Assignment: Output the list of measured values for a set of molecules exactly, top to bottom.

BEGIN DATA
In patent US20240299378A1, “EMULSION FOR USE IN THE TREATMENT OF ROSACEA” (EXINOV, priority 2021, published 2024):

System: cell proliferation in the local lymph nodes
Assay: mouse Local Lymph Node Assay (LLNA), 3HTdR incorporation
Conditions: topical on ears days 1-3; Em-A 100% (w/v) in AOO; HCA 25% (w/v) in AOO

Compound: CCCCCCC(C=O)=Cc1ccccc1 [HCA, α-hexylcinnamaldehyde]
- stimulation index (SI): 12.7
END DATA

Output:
In patent US20240299378A1, “EMULSION FOR USE IN THE TREATMENT OF ROSACEA” (EXINOV, priority 2021, published 2024):

System: cell proliferation in the local lymph nodes
Assay: mouse Local Lymph Node Assay (LLNA), 3HTdR incorporation
Conditions: topical on ears days 1-3; Em-A 100% (w/v) in AOO; HCA 25% (w/v) in AOO

Compound: CCCCCCC(C=O)=Cc1ccccc1 [HCA, α-hexylcinnamaldehyde]
- stimulation index (SI): 12.7